Friday - Noble Path: Effort, Mindfulness, Concentration
1. Noble Path: Effort, Mindfulness, Concentration
“The effort of Avoiding, Overcoming,
Of Developing and Maintaining:
These four great efforts have been shown
By him, the scion of the sun.
And he who firmly clings to them,
May put an end to suffering.”
- Anguttara Nikāya
The Four Great Efforts:
1. The Effort to Avoid
we avoid the arising of unwholesome things that have not yet arisen.
This would include guarding the sense doors in order that we are not
drawn to craving.
2. The Effort to Overcome
we overcome the unwholesome things that have arisen. If sense desire
has arisen strong effort is required to abandon it. We would also work
to overcome thoughts of ill will and harm.
3. The Effort to Develop
we encourage the development of wholesome things that have not yet
arisen: one “develops the Factors of Enlightenment based on seclusion,
on dispassion, on cessation that ends in deliverance, namely: Mindfulness, Investigation of the Dhamma, Energy, Rapturous Joy, Calm,
Concentration and Equanimity.”
4. The Effort to Maintain
we maintain the wholesome things that have arisen and allow them to
grow and mature. It particularly refers to the ability to keep in the
mind a favourable object of concentration in order that it can grow in
stability and strength until we gain realisation.
only way that leads to the attainment of purity, to the overcoming of
sorrow and lamentation, to the end of pain and grief, to the entering
upon the right path and the realization of Nibbāna, is by the ‘Four
Foundations of Mindfulness’. And which are these four?
disciple dwells in contemplation of the Body, in contemplation of
Feeling, in contemplation of the Mind, in contemplation of the
Mind-Objects; ardent, clearly comprehending them and mindful, after
putting away worldly greed and grief.” - Digha Nikāya 22
The Four Foundations of Mindfulness:
1. Contemplation of the Body
can take many forms. We have already begun to practise ànàpànasati, the
Mindfulness of Breathing, which falls into this category.
It would also
include: Mindfulness of the Four Postures (”I go, I stand, I sit, I lie
down”); Clear Comprehension of Actions (In everything we do we are
aware of our intention, of our advantage, of our duty and of the true
nature of our action.);
Contemplation of the Four Elements (Seeing the
body and its actions as consisting of the Solid Element, the Liquid
Element, the Heat Element, the Vibrating Element.); and Meditation on
Death (Traditionally known as cemetery meditations, where we observe the
decay of the body.).
2. Contemplation of the Feelings
we are wholly conscious of feelings as they arise, whether they are
agreeable, disagreeable or neutral.
We see them for what they are
without attaching to them, merely watching them arise, change and pass.
We begin to realize they are simply feelings and that there is
ultimately no fixed experiencer of them - no Ego. They arise and pass
because that is their nature.
3. Contemplation of the Mind
the disciple knows the greedy mind as greedy, and the not greedy mind
as not greedy; knows the hating mind as deluded and the undeluded mind
as undeluded. He knows the cramped mind as cramped,
and the scattered
mind as scattered; knows the developed mind as developed, and the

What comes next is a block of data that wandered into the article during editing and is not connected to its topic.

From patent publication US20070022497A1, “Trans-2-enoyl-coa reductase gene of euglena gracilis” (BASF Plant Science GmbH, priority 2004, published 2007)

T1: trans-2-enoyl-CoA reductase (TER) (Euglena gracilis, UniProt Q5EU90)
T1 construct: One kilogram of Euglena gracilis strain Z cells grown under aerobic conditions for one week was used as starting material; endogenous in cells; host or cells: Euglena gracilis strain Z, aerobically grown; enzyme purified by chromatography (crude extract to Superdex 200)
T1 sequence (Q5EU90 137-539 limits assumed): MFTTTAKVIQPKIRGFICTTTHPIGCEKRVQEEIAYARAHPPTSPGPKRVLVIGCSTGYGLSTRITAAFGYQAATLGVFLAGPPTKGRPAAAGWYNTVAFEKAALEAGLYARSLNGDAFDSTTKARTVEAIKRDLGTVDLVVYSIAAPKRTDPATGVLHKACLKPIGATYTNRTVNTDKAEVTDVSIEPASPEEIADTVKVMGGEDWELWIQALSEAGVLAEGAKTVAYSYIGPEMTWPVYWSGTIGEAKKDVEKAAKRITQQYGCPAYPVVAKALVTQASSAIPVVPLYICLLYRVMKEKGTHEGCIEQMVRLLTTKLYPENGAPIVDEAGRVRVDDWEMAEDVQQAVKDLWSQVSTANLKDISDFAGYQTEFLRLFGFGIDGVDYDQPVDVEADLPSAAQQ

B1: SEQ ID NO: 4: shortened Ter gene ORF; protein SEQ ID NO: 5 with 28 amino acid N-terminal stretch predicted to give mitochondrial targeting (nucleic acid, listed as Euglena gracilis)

underdeveloped mind as undeveloped… Thus he dwells in contemplation of
the mind, either with regard to his own person, or to other persons, or
He beholds how consciousness arises; beholds how it passes
away; beholds the arising and passing away of consciousness.
there’; this clear awareness is present in him, to the extent necessary
for knowledge and mindfulness; and he lives independent, unattached to
anything in the world. Thus does the disciple dwell in contemplation of
the mind.” - Digha Nikāya 22
4. Contemplation of the Mind-Objects
this form of meditation we choose to systematically contemplate a
number of different concepts in relation to the way things are:
The Five Hindrances ( nivarana )
Sense desire, ill will, sloth and torpor, restlessness and worry, sceptical doubt
The Five Aggregates ( khandha )
Material form, feeling, perception, mental formations, consciousness
The Six Sense Bases ( āyatana )
Eye and visible form, ear and sounds, nose and smells, tongue and flavour, body and touch, mind and mind-objects
The Seven Factors of Enlightenment ( bojjhanga )
Mindfulness, investigation of dhammas, energy, rapture, calm, concentration, equanimity
The Four Noble Truths ( ariya sacca )
Suffering, the arising of suffering, the cessation of suffering, the path leading to the cessation of suffering
Concentration means the development of wholesome one-pointedness. We
centre our minds upon an object and develop our ability to focus
entirely upon it.
The Buddha listed forty subjects for such meditation
and we have begun to work with several of these. Both ānāpānasati and
the brahmavihāra meditations are included within this category.
is usually seen as aiming at the jhānas - the absorptions. It develops
first through the jhānas factor of (1) initial application of mind, then
(2) sustained application, (3) rapture, (4) happiness, and finally (5)
These factors counteract the Five Hindrances that we
discussed earlier. The practice of Right Concentration is a gradual
purification, moving from coarser sensations and objects to ever more
subtle ones until we attain the fourth jhāna and then the four
immaterial states (which are further refinements):
This is made up of the five absorption factors listed above.
consists of rapture, happiness and one-pointedness (the cruder elements
of initial and sustained application having subsided).
Only happiness and one-pointedness remain because rapture, a less-refined state given to excitement, has been overcome.
the comparatively coarse nature of happiness (when compared with
neutrality), the fourth jhāna consists only of one-pointedness and